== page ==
The Simple Art of Cooking with Silvia Lehrer: Super Soup

The Thanksgiving feast is over and you probably have lots of little containers of leftoversturkey slices and meaty portions of carcass? For openers, I strongly suggest that leftover turkey meat be carved off the bone and refrigerated promptly; the meat will keep better and the carcass, when combined with a couple of carrots, a rib or two of celery, an onion, parsley sprigs, some cloves and a few peppercorns, will make a fine turkey stock. Empty those leftover roast vegetables into the broth and voila—a vegetable soup. Think of it as a tasty way to recycle.

Another use for turkey stock is to prepare mulligatawny soup, a famous East Indian soup of meat and vegetables flavored with curry. There are dozens of different mulligatawnies, some calling for various meats, but the perennial favorite is fowl, especially when the soup is based on a rich and flavorful stock.

A crunchy, nutty wild rice salad with sweet red pepper dressed with mustardy vinaigrette goes great with leftover turkey sandwiches. Wild rice, in some circles, is thought of as a uniquely American food. [expand]


This soup takes its name from the dialects of Southern India and Northern Ceylon, meaning “pepper water.” It is famous as an East Indian soup of meat and vegetables flavored with curry.

Serves 6 to 8

3 tablespoons olive oil
1 medium onion, finely chopped
3 carrots, peeled and diced
3 celery ribs, trimmed, rinsed and diced
2 Granny Smith apples, cored, peeled and diced
1 large boiling potato, peeled and diced
2 to 3 teaspoons quality curry powder
6 to 7 cups turkey or chicken stock
3 large tomatoes, peeled, seeded and diced
Kosher salt and freshly ground pepper to taste
1 1/2 to 2 cups diced cooked turkey or chicken
2 to 3 tablespoons chopped parsley for serving

Heat the oil in a large saucepan over medium-heat. Add the onion, carrots, celery and sauté, tossing to coat in the oil for 3 to 4 minutes. Add the apple and potato and sauté 2 to 3 minutes longer. Stir in the curry powder; cook and stir a minute more. Cover the vegetables with a square of wax paper then cover the pot to “sweat” them for 6 to 7 minutes. Remove cover and discard wax paper.
Add the stock and tomatoes and season with salt and pepper to taste. Bring to a boil then reduce heat. With cover slightly ajar, simmer the soup, stirring occasionally, until vegetables are tender, about 25 to 30 minutes. Can be prepared ahead to this point.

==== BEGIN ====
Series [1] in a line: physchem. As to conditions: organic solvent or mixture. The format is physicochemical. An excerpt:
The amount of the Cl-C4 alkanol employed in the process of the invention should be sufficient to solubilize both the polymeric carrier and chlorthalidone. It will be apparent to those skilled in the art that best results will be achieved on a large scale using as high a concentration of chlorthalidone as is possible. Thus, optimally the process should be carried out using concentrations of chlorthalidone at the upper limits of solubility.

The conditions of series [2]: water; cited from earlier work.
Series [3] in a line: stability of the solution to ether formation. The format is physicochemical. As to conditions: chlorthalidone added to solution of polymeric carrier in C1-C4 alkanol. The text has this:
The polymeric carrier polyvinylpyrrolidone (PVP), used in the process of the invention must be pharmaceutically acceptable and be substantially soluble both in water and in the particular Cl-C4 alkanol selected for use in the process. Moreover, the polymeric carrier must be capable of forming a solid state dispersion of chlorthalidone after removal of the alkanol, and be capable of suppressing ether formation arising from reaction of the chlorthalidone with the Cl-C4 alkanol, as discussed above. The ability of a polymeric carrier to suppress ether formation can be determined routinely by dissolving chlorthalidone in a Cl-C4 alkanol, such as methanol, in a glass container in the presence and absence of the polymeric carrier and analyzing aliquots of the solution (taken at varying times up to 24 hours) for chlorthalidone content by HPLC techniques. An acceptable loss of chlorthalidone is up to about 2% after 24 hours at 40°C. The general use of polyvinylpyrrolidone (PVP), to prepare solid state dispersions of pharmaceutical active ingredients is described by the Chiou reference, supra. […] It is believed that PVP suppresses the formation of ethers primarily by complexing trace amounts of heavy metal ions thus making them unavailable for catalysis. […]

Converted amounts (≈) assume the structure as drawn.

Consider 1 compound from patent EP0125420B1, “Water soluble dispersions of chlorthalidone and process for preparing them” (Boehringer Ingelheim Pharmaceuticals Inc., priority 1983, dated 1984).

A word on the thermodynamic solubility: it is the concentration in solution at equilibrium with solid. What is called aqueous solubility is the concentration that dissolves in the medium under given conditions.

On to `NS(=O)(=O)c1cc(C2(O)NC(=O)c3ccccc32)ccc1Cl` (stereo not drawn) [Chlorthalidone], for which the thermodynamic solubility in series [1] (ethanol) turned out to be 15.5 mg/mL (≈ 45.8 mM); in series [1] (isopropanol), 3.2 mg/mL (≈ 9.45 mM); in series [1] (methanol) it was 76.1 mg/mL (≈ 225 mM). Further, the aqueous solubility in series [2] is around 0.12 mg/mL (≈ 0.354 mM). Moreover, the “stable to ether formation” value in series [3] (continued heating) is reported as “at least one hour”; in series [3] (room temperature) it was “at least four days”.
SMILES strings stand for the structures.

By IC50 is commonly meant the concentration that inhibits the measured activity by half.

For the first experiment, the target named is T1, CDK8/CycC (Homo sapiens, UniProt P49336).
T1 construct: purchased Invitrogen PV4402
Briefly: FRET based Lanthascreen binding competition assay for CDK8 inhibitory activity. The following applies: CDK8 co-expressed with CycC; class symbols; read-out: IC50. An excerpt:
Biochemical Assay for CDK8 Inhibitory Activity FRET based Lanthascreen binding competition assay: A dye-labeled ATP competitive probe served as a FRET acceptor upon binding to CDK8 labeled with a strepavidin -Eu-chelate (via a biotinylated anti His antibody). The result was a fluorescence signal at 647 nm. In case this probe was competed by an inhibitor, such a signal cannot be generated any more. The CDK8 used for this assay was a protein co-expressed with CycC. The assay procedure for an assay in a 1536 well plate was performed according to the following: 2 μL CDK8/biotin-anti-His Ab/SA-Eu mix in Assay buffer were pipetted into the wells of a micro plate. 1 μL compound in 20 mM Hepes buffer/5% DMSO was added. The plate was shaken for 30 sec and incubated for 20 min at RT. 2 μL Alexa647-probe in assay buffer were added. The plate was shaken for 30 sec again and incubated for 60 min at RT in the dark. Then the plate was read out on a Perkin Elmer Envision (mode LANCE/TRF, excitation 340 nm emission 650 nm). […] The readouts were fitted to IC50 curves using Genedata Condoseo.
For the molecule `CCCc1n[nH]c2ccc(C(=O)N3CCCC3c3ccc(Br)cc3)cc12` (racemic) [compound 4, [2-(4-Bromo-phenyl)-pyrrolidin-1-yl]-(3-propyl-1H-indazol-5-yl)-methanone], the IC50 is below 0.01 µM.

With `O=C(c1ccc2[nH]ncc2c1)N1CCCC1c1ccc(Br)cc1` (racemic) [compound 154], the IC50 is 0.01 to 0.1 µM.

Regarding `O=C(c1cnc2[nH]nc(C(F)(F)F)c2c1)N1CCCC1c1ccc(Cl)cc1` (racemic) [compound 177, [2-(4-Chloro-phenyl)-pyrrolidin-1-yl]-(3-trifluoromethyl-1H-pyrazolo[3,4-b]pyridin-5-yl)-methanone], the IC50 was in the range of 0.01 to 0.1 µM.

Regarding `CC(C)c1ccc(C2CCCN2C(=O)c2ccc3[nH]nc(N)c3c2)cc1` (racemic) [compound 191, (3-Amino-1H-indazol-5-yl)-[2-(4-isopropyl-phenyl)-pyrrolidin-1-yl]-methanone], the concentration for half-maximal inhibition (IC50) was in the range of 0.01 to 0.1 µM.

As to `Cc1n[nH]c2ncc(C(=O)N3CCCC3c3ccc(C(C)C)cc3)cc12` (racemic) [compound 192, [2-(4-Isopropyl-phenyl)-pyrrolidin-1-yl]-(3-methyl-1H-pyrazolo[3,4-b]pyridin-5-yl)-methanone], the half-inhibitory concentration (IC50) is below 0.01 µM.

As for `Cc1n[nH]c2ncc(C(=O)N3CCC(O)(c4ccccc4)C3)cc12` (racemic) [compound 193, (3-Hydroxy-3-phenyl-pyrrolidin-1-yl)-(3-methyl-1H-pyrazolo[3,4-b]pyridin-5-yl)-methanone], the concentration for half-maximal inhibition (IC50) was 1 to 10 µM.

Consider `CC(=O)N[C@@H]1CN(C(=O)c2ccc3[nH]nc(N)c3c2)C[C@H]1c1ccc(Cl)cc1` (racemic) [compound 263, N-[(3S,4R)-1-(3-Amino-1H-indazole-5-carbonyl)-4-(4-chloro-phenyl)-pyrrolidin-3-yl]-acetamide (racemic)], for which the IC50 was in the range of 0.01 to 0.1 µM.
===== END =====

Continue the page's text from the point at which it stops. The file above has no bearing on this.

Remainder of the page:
When ready to serve, stir in the cooked turkey or chicken. Heat over medium heat and serve hot in warm bowls, sprinkled with parsley.


This crunchy, nutty salad is certain to star whenever you serve it.
Yield: 4 1/2 cups
1/2 pound wild rice
1 red pepper, cored and seeded and cut into tiny dice
1/4 cup thinly sliced scallions
2 tablespoons finely chopped Italian flat-leaf parsley

2 to 3 large shallots, finely chopped
1 tablespoon Dijon mustard
2 1/2 to 3 tablespoons imported red wine vinegar
Kosher salt and freshly ground pepper to taste
7 to 8 tablespoons extra-virgin olive oil

1. Place rice in a large, fine sieve and rinse under cold running water. Put rice in saucepan. Add fresh cold water to cover to a depth of about 1 inch (or up to the first knuckle on your thumb). Bring just to the edge of a boil over moderately high heat. Reduce heat, then cook, uncovered at a brisk simmer 18 to 20 minutes or until kernels have “blossomed,” adjusting heat as necessary. Remove from heat, cover tightly, and let stand 3 to 4 hours or overnight. Rice will have absorbed most of water and should be tender but crunchy. Drain in a fine sieve, transfer to a clean kitchen towel, and pat dry. Place in a mixing bowl with red pepper, scallions and parsley. Fluff with a fork as you gently toss to mix. Set aside.

2. Prepare vinaigrette: Place shallots in a mixing bowl. Add Dijon mustard, vinegar, salt, and pepper and stir to mix. Add oil in a slow steady stream and whisk until mixture is thoroughly blended. Pour dressing on rice and gently stir to combine thoroughly. Transfer to an attractive serving dish or bowl and serve at room temperature.

Follow steps 1 and 2 up to one week ahead. Refrigerate in a suitable container. Bring to room temperature before serving.

Reprinted from Silvia Lehrer’s Cooking At Cooktique, Doubleday.

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